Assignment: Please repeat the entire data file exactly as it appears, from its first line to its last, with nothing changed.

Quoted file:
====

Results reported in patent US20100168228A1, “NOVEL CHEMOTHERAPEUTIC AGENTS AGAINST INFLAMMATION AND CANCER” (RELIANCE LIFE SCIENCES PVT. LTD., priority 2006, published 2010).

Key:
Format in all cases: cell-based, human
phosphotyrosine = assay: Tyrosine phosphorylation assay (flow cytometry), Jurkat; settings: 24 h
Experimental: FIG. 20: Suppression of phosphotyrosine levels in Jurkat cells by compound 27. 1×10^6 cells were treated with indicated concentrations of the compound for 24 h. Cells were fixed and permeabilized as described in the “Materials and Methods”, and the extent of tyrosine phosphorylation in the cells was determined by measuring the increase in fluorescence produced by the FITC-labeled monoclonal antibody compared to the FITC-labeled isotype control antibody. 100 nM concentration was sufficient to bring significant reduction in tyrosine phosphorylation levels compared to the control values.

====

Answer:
Results reported in patent US20100168228A1, “NOVEL CHEMOTHERAPEUTIC AGENTS AGAINST INFLAMMATION AND CANCER” (RELIANCE LIFE SCIENCES PVT. LTD., priority 2006, published 2010).

Key:
Format in all cases: cell-based, human
phosphotyrosine = assay: Tyrosine phosphorylation assay (flow cytometry), Jurkat; settings: 24 h
Experimental: FIG. 20: Suppression of phosphotyrosine levels in Jurkat cells by compound 27. 1×10^6 cells were treated with indicated concentrations of the compound for 24 h. Cells were fixed and permeabilized as described in the “Materials and Methods”, and the extent of tyrosine phosphorylation in the cells was determined by measuring the increase in fluorescence produced by the FITC-labeled monoclonal antibody compared to the FITC-labeled isotype control antibody. 100 nM concentration was sufficient to bring significant reduction in tyrosine phosphorylation levels compared to the control values.